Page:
Navigation in this game is so much better than it has ever been. It still needs some work because for the life of me there were times when I had absolutely no idea where I was going, and it is quite easy to get lost on your way to your next objective anyway, but with Lords of Shadow 2, MercurySteam have really refined the experience and eliminated a lot of the frustration of platforming in the previous game.
For one, you have complete freedom of camera control, which means no more walking in and immediately out of an area because the camera switches over and your character turns around automatically. Apart from a few points in the game, the worst the camera will do is pan outwards but otherwise, you have control of it. Better still, this time around you actually have a mini-map, with an objective marker. Believe it or not, in Lords of Shadow 2, you can actually know where you’re going at all times. Further, the option of fast-travelling is now available but you will need to find the necessary map rooms which allow you to travel.
And you’ll likely need them because this game is massive. As far as open worlds go, I’d say this game is about as large as that of Darksiders II, with a lot of areas that are only available to you later on after you’ve unlocked some ability or the other. It’s clever as well, levels are designed superbly with a lot of exploration on offer if you use your head about where you’re going to next. Oftentimes you’ll look at a particular area and go, “Can I get there?” And the answer is typically yes, if you know how to. I love it.
Most of the game is a mix of the modern day setting of the story, mixed with a healthy amount of exploration of the castle that Gabriel inhabited for so many years of his life, while it was still in its glory days. Yes, that’s right, you are moving between the past and present day. The contrast is quite something as you go from breathtakingly majestic medieval times to the dreary urban environments of the present. The only upsetting part is that your castle, get this, is trying to kill you. Go figure.
If there is a complaint that I do have about the level design, it’s that it feels quite disjointed at times, especially when you consider the game’s story. Now the Castlevania games have always taken certain liberties with mythology and this game presents an equally unique perspective on the eternal battle between the forces of good and evil. There is a healthy dose of blasphemy in this game as Gabriel constantly questions the actions of a God who condemned him to eternal life as his ‘Chosen One’ and it’s all really interesting, it’s just that the game then decides it’s time to bore you to death with some non-consequential bullshit about the actions of some acolyte of Satan whom nobody even actually cares about.
Most of the present day story occurs as part of Gabriel’s reawakening by his old ‘friend’ Zobek, who wishes to quell the rising forces of Satan as they seek to resurrect him. Now, the only person in history who has ever defeated Satan is Gabriel, in the first game, so Zobek brings Gabriel back from what is a sort of resting state in order to ask his help in return for the eternal peace that Gabriel desires — see, Gabriel can only be killed by his old weapon, the Vampire Killer, which was lost to history and presumed destroyed.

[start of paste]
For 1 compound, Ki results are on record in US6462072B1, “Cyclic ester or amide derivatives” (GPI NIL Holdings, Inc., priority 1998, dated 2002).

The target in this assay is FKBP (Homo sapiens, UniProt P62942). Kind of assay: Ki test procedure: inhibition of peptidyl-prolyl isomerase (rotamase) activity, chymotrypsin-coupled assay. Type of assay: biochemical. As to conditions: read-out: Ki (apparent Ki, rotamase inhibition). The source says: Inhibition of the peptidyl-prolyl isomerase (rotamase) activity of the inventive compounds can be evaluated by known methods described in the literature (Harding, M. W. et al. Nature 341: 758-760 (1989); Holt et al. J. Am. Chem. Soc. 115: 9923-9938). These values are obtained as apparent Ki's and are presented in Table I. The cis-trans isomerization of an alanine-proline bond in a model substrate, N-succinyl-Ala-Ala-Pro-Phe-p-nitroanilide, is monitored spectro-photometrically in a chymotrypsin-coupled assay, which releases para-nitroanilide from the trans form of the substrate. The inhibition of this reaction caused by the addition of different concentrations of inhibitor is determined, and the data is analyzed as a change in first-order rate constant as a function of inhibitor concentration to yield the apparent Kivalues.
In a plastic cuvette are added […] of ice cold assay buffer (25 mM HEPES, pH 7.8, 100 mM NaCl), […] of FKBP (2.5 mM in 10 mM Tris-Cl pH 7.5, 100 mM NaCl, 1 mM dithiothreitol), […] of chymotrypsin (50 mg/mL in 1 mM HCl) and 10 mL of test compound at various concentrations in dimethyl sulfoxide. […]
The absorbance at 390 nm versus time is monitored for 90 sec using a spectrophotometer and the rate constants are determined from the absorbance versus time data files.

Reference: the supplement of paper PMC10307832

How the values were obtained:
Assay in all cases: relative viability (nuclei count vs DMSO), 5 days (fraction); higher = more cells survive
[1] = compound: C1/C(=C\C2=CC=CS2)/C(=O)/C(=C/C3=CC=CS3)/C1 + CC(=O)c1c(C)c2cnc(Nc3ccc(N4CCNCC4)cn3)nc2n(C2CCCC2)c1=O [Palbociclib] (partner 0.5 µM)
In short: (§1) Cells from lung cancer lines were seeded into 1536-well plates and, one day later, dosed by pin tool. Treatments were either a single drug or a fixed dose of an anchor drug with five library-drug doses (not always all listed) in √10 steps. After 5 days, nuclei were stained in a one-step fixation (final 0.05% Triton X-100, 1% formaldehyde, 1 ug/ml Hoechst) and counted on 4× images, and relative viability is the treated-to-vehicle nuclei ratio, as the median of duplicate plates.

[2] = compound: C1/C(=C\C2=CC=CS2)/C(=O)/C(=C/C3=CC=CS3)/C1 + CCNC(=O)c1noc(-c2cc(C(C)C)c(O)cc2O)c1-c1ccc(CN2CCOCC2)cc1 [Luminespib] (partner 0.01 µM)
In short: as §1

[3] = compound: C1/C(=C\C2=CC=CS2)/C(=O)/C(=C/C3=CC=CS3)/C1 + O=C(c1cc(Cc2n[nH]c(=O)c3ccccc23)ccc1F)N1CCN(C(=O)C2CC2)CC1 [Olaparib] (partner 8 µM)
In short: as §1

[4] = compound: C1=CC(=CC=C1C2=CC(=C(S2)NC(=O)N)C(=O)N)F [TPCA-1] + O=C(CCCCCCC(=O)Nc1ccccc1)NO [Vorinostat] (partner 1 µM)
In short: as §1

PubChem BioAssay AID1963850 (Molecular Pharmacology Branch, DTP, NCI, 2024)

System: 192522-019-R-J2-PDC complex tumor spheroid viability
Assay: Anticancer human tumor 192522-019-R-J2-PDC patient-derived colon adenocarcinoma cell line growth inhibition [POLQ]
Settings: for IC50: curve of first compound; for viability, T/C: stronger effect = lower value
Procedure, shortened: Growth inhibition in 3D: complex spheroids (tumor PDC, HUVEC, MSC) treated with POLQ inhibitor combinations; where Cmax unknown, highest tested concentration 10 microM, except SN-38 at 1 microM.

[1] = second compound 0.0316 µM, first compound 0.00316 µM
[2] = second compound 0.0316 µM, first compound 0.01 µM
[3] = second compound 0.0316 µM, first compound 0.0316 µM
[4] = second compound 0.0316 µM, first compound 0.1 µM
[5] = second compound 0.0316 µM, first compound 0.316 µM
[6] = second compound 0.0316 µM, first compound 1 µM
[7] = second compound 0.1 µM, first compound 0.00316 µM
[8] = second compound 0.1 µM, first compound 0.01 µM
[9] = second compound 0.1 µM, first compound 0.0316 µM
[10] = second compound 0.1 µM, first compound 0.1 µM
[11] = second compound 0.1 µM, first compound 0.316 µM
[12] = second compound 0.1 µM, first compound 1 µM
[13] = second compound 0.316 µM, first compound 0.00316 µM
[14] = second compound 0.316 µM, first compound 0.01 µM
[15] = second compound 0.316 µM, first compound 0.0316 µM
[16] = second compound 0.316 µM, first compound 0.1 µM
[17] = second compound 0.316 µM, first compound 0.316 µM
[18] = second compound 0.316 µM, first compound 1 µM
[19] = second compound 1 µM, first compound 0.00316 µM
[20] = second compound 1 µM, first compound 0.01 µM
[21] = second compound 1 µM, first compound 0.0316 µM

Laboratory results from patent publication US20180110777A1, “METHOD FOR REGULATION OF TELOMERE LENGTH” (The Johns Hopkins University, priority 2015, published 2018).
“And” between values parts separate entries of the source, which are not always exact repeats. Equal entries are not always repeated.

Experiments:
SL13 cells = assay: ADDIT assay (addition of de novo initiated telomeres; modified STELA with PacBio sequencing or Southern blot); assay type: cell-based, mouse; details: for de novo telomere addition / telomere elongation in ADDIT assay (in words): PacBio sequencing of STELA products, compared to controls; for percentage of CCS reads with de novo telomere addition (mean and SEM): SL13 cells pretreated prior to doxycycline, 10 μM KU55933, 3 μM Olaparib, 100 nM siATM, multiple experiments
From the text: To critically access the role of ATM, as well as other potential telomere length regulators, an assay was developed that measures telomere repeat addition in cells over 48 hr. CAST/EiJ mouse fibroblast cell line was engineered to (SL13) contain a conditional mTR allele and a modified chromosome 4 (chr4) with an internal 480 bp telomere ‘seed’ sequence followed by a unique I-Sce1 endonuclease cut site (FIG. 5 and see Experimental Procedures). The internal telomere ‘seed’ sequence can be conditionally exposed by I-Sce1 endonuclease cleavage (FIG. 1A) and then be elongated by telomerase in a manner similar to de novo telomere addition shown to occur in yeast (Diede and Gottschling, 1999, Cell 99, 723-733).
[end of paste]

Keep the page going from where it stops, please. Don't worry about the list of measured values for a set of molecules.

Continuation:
Meanwhile, on his quest to help Zobek he experiences flashbacks that deliver him back to his past and allow him to interact with his family and explore his castle back when it was still around, and subsequently regain all of his powers, one at a time, after each visit. The result of this dichotomy is that you end up getting lost in the spiraling beauty of the medieval castle and then unlock something new and are snapped back to the present day in order to continue the story, but the past has a story of its own and so it becomes really tricky to keep up with all of it. It’s one of those ‘just go with it’ stories where once everything is explained, as it inevitably is, you sit back and smile at how silly you were for not figuring it out earlier. Or perhaps you did and you just feel like a smartass instead.
The dissonant, disjointed feel of the story isn’t helped by how much it feels as if it’s just trying to drag on at times. You could have compressed the story a bit and easily cut out five hours from the game. Am I complaining about a lengthier experience if I get to have fun through it? Of course not. But a few less stealth sections would be great. Still, I can at least say that these awkward breaks in the fun are what make the fun feel that much more fun and so, fair enough.
Plus I really can’t fault the story for dragging on as much as it does if it inevitably does have a payoff. And quite a great one as well. Meanwhile all through it, it’s really interesting to see how full of himself Gabriel is, but not in a cocky way, more as if he’s become resolved to his fate. He’s accepted that as an immortal, he cannot be killed. He’s angry at God for how his life has ended up, and as a result he wants to take it out on God’s children. But he has no love for Satan either, in fact he despises the dude. In that way, Gabriel stands alone, almost as if a third entity; on nobody’s side but his own. Just trying to find eternal rest. I can respect that about his character.
The way the game plays out also goes a long way to emphasising this tone of self-harm and desolation. Almost every interaction with levels involves Gabriel bleeding his blood onto things, and there are entire sequences where Gabriel paints the walls with either the blood of his enemies or his own blood, which has so much power that it eventually begins to manifest itself into its own entity. Be certain of one thing when you come into this game: There is a lot of blood involved.
Something I’d like to note about the game is that you can turn off quick time events, which is just the most amazing thing in the world. Don’t get me wrong, I love QTEs and will rarely ever forgo them but the ones in Castlevania games are really tough and to save a broken controller and increase your cinematic experience, just do yourself a favour and turn them off.
Attempting to classify Castlevania: Lords of Shadow 2 is really difficult. It is a third person action adventure with elements of stealth, it has many hours worth of exploration, is littered with boss fights, has a deep and complex weapon upgrade system, an equally deep ‘spectacle fighter’ combat mechanic that is also incorporated into platforming, and throws in a convoluted and ridiculous yet immersive and engaging story. It is a lot of things, basically. It’s a Castlevania game, minus all of the frustrations, which means it’s not a Castlevania game at all.
But at its core, what it is, is a great time that will last you upwards of twenty hours. And then you’ll want to play it again.